The iconic bullies from pop culture are always built. They're big and they're mean, but Nathan Collins from Pacific Standard writes that this portrait is misleading. There's a mindset that a bully must be able to pack a punch in order to maintain his status in the school yard, but that's not the case. A recent study has found that the aggression comes before the muscle.

Joshua D. Isen and his colleagues have evidence to cast doubt on the Biffs and Nelsons of pop culture. They argue that anti-social, aggressive boys develop into physically strong men — not the other way around.

"As children approach adulthood, they become much less aggressive, while simultaneously developing greater physical strength."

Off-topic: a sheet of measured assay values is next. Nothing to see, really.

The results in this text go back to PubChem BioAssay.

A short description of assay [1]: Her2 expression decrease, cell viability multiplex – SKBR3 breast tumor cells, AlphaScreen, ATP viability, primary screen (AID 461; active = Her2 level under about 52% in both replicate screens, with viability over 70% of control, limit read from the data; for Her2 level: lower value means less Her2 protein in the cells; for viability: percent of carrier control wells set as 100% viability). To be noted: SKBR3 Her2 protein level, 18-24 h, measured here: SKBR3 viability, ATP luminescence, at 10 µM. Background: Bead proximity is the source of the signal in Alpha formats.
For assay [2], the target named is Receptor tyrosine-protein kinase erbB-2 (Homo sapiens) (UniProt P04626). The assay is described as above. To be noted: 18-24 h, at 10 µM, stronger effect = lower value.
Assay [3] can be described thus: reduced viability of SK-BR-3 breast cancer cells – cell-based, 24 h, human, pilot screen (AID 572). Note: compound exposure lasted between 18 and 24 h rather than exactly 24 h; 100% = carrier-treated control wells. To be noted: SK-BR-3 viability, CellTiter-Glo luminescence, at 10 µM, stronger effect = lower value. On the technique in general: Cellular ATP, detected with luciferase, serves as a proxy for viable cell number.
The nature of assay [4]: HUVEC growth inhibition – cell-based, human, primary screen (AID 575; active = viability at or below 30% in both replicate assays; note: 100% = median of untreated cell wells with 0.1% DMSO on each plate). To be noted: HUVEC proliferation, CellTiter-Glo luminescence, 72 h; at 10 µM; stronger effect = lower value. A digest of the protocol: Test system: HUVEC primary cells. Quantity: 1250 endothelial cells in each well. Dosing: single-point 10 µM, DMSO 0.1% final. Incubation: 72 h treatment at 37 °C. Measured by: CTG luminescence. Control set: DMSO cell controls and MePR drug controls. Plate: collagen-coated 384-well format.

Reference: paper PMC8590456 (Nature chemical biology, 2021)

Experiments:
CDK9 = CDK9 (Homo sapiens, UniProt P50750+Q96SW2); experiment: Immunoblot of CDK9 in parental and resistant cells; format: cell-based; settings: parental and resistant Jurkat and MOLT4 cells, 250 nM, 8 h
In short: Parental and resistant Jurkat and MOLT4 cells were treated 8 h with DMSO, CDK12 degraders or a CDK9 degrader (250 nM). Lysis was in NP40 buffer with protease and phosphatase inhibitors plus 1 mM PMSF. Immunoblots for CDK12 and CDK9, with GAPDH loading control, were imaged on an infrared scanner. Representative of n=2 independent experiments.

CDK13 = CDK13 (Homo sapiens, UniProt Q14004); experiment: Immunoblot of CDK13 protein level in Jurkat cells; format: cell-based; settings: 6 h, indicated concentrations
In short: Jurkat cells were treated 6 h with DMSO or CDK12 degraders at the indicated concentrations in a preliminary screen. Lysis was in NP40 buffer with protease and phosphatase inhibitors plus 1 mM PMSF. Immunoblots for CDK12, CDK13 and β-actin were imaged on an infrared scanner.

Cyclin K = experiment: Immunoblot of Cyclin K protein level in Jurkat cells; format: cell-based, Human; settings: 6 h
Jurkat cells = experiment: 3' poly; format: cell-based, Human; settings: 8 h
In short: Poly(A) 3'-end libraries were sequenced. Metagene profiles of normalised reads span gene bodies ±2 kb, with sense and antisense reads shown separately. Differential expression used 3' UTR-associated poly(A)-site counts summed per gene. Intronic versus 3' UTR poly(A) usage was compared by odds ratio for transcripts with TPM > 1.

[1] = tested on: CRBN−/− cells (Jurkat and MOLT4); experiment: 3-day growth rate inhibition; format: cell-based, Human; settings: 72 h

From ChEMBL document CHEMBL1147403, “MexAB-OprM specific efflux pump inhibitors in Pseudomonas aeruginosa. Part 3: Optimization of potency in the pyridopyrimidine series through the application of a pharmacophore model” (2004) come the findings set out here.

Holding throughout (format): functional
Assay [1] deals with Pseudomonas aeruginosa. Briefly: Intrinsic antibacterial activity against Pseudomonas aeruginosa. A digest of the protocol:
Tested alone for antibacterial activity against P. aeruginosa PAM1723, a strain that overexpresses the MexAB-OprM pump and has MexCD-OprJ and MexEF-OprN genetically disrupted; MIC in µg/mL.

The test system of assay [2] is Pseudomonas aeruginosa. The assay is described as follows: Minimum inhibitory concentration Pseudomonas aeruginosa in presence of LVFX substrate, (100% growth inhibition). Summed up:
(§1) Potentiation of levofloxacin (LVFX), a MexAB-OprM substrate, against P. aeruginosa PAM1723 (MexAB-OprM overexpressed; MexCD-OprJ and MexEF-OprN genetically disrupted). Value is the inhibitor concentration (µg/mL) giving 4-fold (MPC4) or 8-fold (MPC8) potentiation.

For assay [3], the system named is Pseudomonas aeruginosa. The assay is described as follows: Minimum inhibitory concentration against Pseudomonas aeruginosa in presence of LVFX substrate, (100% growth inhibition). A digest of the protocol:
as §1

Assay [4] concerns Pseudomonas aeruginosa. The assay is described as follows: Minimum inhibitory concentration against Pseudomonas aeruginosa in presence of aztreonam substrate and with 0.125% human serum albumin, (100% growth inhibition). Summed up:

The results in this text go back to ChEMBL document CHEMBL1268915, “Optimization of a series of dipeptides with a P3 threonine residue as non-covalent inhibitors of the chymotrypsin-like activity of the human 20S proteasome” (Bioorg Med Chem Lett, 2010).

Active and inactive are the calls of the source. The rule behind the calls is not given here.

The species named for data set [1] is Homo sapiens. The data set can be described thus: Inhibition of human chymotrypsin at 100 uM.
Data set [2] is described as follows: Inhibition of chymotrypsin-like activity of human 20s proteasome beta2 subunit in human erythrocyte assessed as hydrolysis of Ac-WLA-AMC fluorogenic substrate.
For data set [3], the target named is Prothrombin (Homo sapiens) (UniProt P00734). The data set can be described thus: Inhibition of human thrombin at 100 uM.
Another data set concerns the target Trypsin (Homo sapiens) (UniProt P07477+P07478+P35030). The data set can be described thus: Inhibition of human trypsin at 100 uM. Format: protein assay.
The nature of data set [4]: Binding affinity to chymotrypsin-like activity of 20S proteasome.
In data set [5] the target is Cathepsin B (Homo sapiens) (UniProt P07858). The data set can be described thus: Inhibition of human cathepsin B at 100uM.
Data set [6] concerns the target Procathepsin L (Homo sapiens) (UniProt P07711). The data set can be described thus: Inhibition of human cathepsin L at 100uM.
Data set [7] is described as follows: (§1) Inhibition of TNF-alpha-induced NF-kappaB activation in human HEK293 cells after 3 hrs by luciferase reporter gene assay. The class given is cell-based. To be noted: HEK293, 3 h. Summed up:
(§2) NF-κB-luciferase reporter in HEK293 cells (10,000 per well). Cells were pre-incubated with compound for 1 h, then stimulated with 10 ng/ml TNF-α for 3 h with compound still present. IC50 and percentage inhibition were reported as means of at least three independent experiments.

Isen and his team took data from about 2,500 kids who had taken part in a Minnesota Twin Family Study, which tracked the adolescents' physical and psychological growth at ages 11, 14, and 17. The researchers zeroed-in on a particular exercise that took handgrip strength and examined anti-social or aggressive tendencies.

They found that 11-year-old boys that scored higher for aggression tended to be just as strong as their less-aggravated fellows. But, by age 17, those children diverge in strength; the more aggressive boys grip strength had increased — they were about seven pounds stronger than the more average-tempered boys.

"Put another way, a very aggressive boy will tend to be 7.5 percent stronger than his average male peer at age 17."

The researchers indicated that for girls maturing into women, there's no evidence of a relationship between strength and aggression. As for how to curb bullying or aggressive behavior in school, a solution has yet to be found.

Read more at Pacific Standard.

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